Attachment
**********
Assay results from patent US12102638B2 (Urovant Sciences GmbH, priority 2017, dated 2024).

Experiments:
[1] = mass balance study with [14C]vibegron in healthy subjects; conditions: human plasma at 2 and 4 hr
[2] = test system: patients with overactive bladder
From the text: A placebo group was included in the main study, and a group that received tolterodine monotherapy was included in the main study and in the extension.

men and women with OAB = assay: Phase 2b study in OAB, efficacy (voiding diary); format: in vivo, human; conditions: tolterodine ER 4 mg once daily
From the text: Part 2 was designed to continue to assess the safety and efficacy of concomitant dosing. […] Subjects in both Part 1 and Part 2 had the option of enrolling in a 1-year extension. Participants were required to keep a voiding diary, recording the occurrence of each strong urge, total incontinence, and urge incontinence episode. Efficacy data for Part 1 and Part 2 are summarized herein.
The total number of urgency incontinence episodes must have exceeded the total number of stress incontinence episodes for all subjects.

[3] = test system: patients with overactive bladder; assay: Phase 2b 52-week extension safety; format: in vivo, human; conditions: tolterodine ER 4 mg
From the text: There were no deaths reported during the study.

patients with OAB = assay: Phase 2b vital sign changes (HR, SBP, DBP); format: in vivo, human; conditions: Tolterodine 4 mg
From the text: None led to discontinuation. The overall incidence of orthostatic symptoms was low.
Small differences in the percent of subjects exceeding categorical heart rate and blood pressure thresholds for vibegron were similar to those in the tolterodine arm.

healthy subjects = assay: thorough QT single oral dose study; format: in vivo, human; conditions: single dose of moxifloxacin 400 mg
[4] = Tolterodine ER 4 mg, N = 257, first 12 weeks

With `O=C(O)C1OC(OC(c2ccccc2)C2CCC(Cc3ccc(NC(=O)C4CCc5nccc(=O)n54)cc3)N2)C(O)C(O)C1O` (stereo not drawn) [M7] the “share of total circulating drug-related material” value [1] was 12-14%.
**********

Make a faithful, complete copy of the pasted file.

Assay results from patent US12102638B2 (Urovant Sciences GmbH, priority 2017, dated 2024).

Experiments:
[1] = mass balance study with [14C]vibegron in healthy subjects; conditions: human plasma at 2 and 4 hr
[2] = test system: patients with overactive bladder
From the text: A placebo group was included in the main study, and a group that received tolterodine monotherapy was included in the main study and in the extension.

men and women with OAB = assay: Phase 2b study in OAB, efficacy (voiding diary); format: in vivo, human; conditions: tolterodine ER 4 mg once daily
From the text: Part 2 was designed to continue to assess the safety and efficacy of concomitant dosing. […] Subjects in both Part 1 and Part 2 had the option of enrolling in a 1-year extension. Participants were required to keep a voiding diary, recording the occurrence of each strong urge, total incontinence, and urge incontinence episode. Efficacy data for Part 1 and Part 2 are summarized herein.
The total number of urgency incontinence episodes must have exceeded the total number of stress incontinence episodes for all subjects.

[3] = test system: patients with overactive bladder; assay: Phase 2b 52-week extension safety; format: in vivo, human; conditions: tolterodine ER 4 mg
From the text: There were no deaths reported during the study.

patients with OAB = assay: Phase 2b vital sign changes (HR, SBP, DBP); format: in vivo, human; conditions: Tolterodine 4 mg
From the text: None led to discontinuation. The overall incidence of orthostatic symptoms was low.
Small differences in the percent of subjects exceeding categorical heart rate and blood pressure thresholds for vibegron were similar to those in the tolterodine arm.

healthy subjects = assay: thorough QT single oral dose study; format: in vivo, human; conditions: single dose of moxifloxacin 400 mg
[4] = Tolterodine ER 4 mg, N = 257, first 12 weeks

With `O=C(O)C1OC(OC(c2ccccc2)C2CCC(Cc3ccc(NC(=O)C4CCc5nccc(=O)n54)cc3)N2)C(O)C(O)C1O` (stereo not drawn) [M7] the “share of total circulating drug-related material” value [1] was 12-14%.